A recent study titled, “Building a Well-Networked Organization” and featured in Mit Sloan Management Review provides us with an interesting hypothesis (adaptation) for the identification of some “types” of talent we can find in organizations and from which we can try to map networks. They are:

High-performing talent – They are people who tend to excel individually while at the same time developing, leveraging and contributing to their networks and those of selected others within or outside their organization. Personal relationships help them extend their expertise and avoid learning biases by tapping into pockets of knowledge and accessing valuable resources across their networks.

Marginalized talent – Are collaborators with low score in both individual performance and contributions of the network.

The effectiveness of marginalized employees can often be improved through either performance management processes or individual development plans that create an informal network connecting them to critical organizational segments.

Hidden talent – Although they may make significant contributions to their colleagues in ways that benefit the organization, they don’t appear on the top talent lists and usually aren’t considered for promotions or plum project assignments.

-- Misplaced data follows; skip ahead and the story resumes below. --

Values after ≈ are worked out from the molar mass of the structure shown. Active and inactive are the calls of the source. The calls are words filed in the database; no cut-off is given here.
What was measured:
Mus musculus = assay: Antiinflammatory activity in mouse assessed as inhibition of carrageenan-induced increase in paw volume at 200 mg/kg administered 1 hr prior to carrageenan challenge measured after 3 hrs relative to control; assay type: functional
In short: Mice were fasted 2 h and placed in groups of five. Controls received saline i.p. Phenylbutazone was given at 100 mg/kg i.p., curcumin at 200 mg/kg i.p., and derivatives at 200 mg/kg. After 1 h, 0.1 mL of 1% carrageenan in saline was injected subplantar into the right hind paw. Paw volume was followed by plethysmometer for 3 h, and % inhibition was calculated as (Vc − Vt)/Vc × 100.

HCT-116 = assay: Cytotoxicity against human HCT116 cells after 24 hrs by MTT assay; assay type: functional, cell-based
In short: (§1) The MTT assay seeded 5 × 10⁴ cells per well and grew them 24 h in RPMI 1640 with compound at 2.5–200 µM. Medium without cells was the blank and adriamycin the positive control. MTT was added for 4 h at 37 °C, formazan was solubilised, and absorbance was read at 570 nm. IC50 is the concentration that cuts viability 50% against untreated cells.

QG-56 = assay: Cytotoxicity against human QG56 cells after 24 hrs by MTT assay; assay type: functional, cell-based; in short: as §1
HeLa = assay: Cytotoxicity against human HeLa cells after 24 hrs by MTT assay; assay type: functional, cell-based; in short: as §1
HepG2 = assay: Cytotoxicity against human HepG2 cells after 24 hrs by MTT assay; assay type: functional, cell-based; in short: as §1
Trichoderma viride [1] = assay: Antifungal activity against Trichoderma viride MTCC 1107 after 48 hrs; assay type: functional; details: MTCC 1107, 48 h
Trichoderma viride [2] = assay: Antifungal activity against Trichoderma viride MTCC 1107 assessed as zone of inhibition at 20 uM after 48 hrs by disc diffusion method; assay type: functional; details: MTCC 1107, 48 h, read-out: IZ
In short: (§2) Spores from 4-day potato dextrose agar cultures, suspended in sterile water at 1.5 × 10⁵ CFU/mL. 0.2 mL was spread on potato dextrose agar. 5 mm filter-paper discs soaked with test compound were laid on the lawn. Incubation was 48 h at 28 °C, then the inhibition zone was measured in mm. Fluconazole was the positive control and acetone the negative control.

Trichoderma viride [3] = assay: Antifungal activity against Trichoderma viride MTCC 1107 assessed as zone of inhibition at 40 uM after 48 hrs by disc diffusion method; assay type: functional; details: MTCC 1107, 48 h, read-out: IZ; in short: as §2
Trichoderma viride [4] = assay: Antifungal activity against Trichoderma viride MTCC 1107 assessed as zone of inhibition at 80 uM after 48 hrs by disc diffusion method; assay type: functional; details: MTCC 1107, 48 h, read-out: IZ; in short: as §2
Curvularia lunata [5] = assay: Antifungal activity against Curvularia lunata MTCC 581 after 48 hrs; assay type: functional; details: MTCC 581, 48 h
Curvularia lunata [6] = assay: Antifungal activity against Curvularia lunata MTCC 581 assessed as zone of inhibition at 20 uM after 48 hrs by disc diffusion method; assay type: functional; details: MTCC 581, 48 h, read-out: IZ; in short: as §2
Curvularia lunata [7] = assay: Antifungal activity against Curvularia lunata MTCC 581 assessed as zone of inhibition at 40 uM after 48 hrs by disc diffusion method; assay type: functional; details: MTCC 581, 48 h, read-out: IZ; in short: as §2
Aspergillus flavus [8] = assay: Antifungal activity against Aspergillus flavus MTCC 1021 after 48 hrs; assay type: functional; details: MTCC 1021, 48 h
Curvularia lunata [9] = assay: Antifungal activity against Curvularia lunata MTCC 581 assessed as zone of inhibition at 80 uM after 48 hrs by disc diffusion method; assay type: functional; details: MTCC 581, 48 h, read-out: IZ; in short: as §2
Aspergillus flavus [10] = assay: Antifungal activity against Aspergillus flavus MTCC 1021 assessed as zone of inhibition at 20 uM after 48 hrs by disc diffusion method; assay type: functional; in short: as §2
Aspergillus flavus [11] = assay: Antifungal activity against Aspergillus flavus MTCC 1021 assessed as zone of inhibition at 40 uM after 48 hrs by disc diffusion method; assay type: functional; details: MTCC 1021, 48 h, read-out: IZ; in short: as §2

Underutilized talent – Many organizations have a surprisingly large group of employees who are in the top performance category but who make relatively little collaborative contribution. In some cases, this is both appropriate and deliberate. For example, it’s common for companies to limit the amount of time scientists and engineers spend in meetings and committee work; making modest changes in the way they collaborate can keep critical talent focused while adding to knowledge flow in the network.

I think that an approach to resources/talent, through collaborative networks of enterprises, which can be mapped as suggested, transforms the perspective of the company’s value presented by traditional methodologies in something very surprising.

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Organizations, leaders and compensation

Although curiosity is an innate ability of many living beings it cannot be considered an instinct because this is the inherent disposition of a living organism toward a particular behavior and expressed in a fixed form.

Curiosity is common in humans and at any age. This is an exploratory activity that tends to be shared with other people, often giving rise to endless conversations.

This huge need to find answers to questions or problems is often the main lever of innovation or scientific activities.

From the “why” to “Eureka” it is the path that traverses anyone looking for answers or solutions to problems. The wonderful unknown world is what makes humans want to know more and more to dominate a new “matter”.

For example, curiosity leads me to ask:

Why is it that some business leaders relinquish their compensation bonuses and others create strategies to increase it?

Portuguese Banker invokes recent sick leave and financial crisis to decline the prize of 2.9 million Euros last year.”

“They take all the time to get to the top and then find that the top is a soul-destroying place in the modern capital markets. So they do it for a few years, make enough money to retire, and get the hell out. Of course, some fight the inauthenticity, so the problem isn’t universal. But it is darn hard to fight the forces arrayed in favor of a fixed and inauthentic game.”– Roger Martin